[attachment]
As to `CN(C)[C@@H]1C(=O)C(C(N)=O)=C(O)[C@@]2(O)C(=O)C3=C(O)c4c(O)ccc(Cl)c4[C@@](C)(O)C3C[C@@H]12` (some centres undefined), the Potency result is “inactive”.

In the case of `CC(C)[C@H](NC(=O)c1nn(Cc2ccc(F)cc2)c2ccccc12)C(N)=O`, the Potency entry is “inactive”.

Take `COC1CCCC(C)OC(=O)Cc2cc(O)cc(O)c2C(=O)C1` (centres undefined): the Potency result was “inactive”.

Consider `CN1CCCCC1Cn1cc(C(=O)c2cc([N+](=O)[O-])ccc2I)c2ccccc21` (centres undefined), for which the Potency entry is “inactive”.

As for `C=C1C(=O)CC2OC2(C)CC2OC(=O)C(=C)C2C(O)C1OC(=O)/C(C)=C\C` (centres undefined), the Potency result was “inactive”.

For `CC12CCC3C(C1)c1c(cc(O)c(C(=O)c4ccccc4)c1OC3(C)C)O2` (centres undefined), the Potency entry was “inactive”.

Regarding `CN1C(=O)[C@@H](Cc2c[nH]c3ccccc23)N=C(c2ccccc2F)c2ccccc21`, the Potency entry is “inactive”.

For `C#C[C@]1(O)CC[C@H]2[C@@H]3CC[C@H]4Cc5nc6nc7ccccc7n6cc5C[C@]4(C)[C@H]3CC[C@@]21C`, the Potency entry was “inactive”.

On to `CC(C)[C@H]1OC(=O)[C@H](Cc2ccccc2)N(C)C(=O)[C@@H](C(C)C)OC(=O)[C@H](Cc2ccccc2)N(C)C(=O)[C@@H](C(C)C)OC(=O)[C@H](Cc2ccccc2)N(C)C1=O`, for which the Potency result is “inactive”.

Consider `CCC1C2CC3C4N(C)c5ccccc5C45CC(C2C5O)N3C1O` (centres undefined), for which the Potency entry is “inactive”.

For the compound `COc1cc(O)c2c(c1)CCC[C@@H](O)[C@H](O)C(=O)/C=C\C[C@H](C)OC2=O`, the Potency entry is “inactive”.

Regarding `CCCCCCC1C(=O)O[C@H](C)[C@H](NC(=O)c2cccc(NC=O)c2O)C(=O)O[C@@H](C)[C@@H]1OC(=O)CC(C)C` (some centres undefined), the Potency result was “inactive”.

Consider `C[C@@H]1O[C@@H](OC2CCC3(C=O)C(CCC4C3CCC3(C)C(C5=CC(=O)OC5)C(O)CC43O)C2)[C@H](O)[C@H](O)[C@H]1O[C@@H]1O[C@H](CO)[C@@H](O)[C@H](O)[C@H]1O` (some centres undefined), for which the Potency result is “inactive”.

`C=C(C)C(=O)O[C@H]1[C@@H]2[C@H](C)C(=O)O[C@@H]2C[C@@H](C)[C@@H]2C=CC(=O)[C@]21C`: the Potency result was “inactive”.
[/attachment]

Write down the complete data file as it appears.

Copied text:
As to `CN(C)[C@@H]1C(=O)C(C(N)=O)=C(O)[C@@]2(O)C(=O)C3=C(O)c4c(O)ccc(Cl)c4[C@@](C)(O)C3C[C@@H]12` (some centres undefined), the Potency result is “inactive”.

In the case of `CC(C)[C@H](NC(=O)c1nn(Cc2ccc(F)cc2)c2ccccc12)C(N)=O`, the Potency entry is “inactive”.

Take `COC1CCCC(C)OC(=O)Cc2cc(O)cc(O)c2C(=O)C1` (centres undefined): the Potency result was “inactive”.

Consider `CN1CCCCC1Cn1cc(C(=O)c2cc([N+](=O)[O-])ccc2I)c2ccccc21` (centres undefined), for which the Potency entry is “inactive”.

As for `C=C1C(=O)CC2OC2(C)CC2OC(=O)C(=C)C2C(O)C1OC(=O)/C(C)=C\C` (centres undefined), the Potency result was “inactive”.

For `CC12CCC3C(C1)c1c(cc(O)c(C(=O)c4ccccc4)c1OC3(C)C)O2` (centres undefined), the Potency entry was “inactive”.

Regarding `CN1C(=O)[C@@H](Cc2c[nH]c3ccccc23)N=C(c2ccccc2F)c2ccccc21`, the Potency entry is “inactive”.

For `C#C[C@]1(O)CC[C@H]2[C@@H]3CC[C@H]4Cc5nc6nc7ccccc7n6cc5C[C@]4(C)[C@H]3CC[C@@]21C`, the Potency entry was “inactive”.

On to `CC(C)[C@H]1OC(=O)[C@H](Cc2ccccc2)N(C)C(=O)[C@@H](C(C)C)OC(=O)[C@H](Cc2ccccc2)N(C)C(=O)[C@@H](C(C)C)OC(=O)[C@H](Cc2ccccc2)N(C)C1=O`, for which the Potency result is “inactive”.

Consider `CCC1C2CC3C4N(C)c5ccccc5C45CC(C2C5O)N3C1O` (centres undefined), for which the Potency entry is “inactive”.

For the compound `COc1cc(O)c2c(c1)CCC[C@@H](O)[C@H](O)C(=O)/C=C\C[C@H](C)OC2=O`, the Potency entry is “inactive”.

Regarding `CCCCCCC1C(=O)O[C@H](C)[C@H](NC(=O)c2cccc(NC=O)c2O)C(=O)O[C@@H](C)[C@@H]1OC(=O)CC(C)C` (some centres undefined), the Potency result was “inactive”.

Consider `C[C@@H]1O[C@@H](OC2CCC3(C=O)C(CCC4C3CCC3(C)C(C5=CC(=O)OC5)C(O)CC43O)C2)[C@H](O)[C@H](O)[C@H]1O[C@@H]1O[C@H](CO)[C@@H](O)[C@H](O)[C@H]1O` (some centres undefined), for which the Potency result is “inactive”.

`C=C(C)C(=O)O[C@H]1[C@@H]2[C@H](C)C(=O)O[C@@H]2C[C@@H](C)[C@@H]2C=CC(=O)[C@]21C`: the Potency result was “inactive”.